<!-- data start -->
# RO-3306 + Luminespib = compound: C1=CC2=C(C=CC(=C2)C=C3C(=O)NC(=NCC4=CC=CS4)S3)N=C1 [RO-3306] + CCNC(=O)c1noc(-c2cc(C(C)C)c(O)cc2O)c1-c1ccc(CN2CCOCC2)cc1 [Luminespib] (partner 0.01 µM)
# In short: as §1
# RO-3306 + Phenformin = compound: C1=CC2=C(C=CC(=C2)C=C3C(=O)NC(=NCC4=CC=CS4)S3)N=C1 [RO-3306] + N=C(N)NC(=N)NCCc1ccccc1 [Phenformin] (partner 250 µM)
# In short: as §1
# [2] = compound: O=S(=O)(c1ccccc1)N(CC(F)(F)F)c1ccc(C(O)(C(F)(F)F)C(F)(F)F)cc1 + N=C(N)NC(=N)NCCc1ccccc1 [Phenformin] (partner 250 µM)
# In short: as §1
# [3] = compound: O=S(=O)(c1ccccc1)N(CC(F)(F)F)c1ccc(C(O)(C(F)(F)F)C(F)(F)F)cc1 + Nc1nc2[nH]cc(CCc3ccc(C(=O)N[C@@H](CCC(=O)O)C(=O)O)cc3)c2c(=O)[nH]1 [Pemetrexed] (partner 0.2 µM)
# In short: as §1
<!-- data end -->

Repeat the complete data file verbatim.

# RO-3306 + Luminespib = compound: C1=CC2=C(C=CC(=C2)C=C3C(=O)NC(=NCC4=CC=CS4)S3)N=C1 [RO-3306] + CCNC(=O)c1noc(-c2cc(C(C)C)c(O)cc2O)c1-c1ccc(CN2CCOCC2)cc1 [Luminespib] (partner 0.01 µM)
# In short: as §1
# RO-3306 + Phenformin = compound: C1=CC2=C(C=CC(=C2)C=C3C(=O)NC(=NCC4=CC=CS4)S3)N=C1 [RO-3306] + N=C(N)NC(=N)NCCc1ccccc1 [Phenformin] (partner 250 µM)
# In short: as §1
# [2] = compound: O=S(=O)(c1ccccc1)N(CC(F)(F)F)c1ccc(C(O)(C(F)(F)F)C(F)(F)F)cc1 + N=C(N)NC(=N)NCCc1ccccc1 [Phenformin] (partner 250 µM)
# In short: as §1
# [3] = compound: O=S(=O)(c1ccccc1)N(CC(F)(F)F)c1ccc(C(O)(C(F)(F)F)C(F)(F)F)cc1 + Nc1nc2[nH]cc(CCc3ccc(C(=O)N[C@@H](CCC(=O)O)C(=O)O)cc3)c2c(=O)[nH]1 [Pemetrexed] (partner 0.2 µM)
# In short: as §1